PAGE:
It’s pretty difficult to deal with issues if the complainer doesn’t at least identify her/himself.  Certainly the worst that could be done would be to respond on Twitter.  Anyone who’s ever gone through a flame war knows that you can’t have a successful resolution online.  It only deteriorates.  Yet, if it’s ignored, it’s probably going to continue.  I think taking the high, professional road offers a contrast to the ranter that might get some results.  If it’s legitimate concerns, invite the complainer into the school to talk about the concerns.  That’s how solutions are found; not by public shaming.

In the same way, I think that sites like Rate My Teacher or Rate My Professor just serve to amplify the very worst in social media.  If you don’t have the ability to take on an issue up front, then hiding behind an anonymous handle is just wrong.  It would be interesting to se the response of this parent (if it is one) if their child was bullied online by an anonymous account.

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In case you missed her posts the first time through, Eva Thompson teased us with this Twitter message.

In doing so, she refreshed some of the content from her blog that she had posted earlier.

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Why Anne is a Slow Writer:  Reason #1

Intrigued by the title, I was drawn in to find out why.  Even this dog person could possibly understand the pictures that go with this post…

… and story!

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Education Library Blog

The blog from the Faculty of Education at the University of Western Ontario is worth bookmarking and reading daily.  Denise Horoky, who I interviewed here keeps the site fresh many times daily from stories from all over.

It’s wonderful to have someone who has already curated the best of the best for you to enjoy.

Now, I’ll never be confused for a learned man, but I was strangely drawn to a recent post “The End of an Era for Academia.edu and Other Academic Networks?

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Thanks to those who keep writing and contribute.  It’s always inspiring to read a good blog post.

Check out the blogs at the links above or you can get the entire collection of Ontario Edubloggers here.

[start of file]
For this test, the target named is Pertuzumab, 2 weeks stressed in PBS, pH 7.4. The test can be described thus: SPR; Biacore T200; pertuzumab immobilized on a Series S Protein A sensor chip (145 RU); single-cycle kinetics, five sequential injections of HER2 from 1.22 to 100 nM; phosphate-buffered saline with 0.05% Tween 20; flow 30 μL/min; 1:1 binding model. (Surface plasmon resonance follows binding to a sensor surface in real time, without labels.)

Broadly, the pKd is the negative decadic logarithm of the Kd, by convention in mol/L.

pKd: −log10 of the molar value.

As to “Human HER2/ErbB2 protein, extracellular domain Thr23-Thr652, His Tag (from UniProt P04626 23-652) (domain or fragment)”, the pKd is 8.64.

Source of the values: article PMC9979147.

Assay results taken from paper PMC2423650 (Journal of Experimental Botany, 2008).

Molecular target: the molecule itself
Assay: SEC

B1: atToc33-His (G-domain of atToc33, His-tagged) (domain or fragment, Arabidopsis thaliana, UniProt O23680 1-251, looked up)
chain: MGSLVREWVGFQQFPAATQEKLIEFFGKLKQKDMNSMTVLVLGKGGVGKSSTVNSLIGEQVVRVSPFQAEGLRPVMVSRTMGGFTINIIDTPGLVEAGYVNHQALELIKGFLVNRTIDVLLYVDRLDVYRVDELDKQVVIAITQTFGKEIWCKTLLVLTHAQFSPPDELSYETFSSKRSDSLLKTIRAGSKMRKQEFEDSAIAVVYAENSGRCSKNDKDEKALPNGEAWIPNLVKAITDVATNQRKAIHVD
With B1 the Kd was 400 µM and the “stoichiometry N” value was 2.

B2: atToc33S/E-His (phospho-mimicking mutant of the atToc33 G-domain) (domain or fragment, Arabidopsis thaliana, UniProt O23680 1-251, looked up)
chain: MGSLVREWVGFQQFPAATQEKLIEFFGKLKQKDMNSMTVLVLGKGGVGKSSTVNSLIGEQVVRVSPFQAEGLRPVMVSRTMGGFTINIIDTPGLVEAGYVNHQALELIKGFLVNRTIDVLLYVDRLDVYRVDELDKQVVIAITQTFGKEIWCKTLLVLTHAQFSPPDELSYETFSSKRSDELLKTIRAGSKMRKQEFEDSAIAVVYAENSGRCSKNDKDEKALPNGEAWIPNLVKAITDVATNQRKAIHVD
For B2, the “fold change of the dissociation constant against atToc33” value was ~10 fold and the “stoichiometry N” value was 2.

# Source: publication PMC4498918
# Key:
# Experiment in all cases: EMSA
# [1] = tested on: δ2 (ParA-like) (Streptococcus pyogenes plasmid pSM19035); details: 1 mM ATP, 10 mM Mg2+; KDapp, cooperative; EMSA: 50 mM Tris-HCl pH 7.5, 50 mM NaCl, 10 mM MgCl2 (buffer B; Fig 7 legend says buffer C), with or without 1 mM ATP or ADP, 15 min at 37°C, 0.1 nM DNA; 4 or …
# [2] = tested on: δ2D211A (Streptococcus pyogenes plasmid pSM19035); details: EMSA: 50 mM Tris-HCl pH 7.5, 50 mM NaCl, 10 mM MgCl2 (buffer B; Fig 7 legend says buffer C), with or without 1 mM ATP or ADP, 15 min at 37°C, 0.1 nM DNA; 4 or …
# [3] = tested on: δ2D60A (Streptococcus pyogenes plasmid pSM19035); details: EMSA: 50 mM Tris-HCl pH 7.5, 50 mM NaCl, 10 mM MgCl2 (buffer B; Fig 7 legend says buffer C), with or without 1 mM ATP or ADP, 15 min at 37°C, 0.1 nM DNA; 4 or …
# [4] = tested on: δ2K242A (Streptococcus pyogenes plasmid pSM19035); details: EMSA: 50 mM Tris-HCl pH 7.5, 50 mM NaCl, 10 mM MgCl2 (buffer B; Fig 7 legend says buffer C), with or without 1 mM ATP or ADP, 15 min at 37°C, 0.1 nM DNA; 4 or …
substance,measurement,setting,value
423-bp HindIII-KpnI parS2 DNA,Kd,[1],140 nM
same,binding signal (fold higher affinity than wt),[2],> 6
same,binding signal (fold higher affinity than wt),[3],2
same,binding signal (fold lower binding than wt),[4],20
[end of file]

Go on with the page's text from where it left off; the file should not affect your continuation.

Thinking about technology investments


From the New York Post this morning, check out this story “A Lot Changes in Tech Over Four Years and 1,000 Blog Posts“.

It got me thinking about things.

According to the dashboard for this blog, I’ve made 4,255 posts.  The very first one goes back to January 8, 2008 and was titled “Blogging on First Class“.  It was an encouragement for people to look at FirstClass’ new blogging platform.

The post was actually the second written for this blog – the first one was “I hope this works” and was written just to test WordPress to see if it would do the trick.  While I really hoped that people would use FirstClass for blogging, I needed to test out WordPress.  It turned out to be a better blogging platform.  More importantly, the writing of my first few posts was quite funny.  It was almost infantile which I guess describes my blogging efforts back then.

Anyway, a lot has changed over the course of four years as noted in Bilton’s blog post.  He notes that the iPad wasn’t around then.  Yet, it’s so popular and universally present these days.

It really is the change over the course of four years that is of concern to me.  Four years ago, I bought a computer and, with fingers crossed, assured my wife that this is the last computer I’ll ever need.  It had an i7 processor with 8 cores, 4MB of RAM and a fairly substantial hard drive.  Admittedly, it can run just about anything that I want.  It was, as promised, a laptop that’s a desktop replacement and that’s basically where it’s used today.  Dual booting, I can run Windows 7 and Ubuntu and if you’ve been reading, it’s typically running Ubuntu.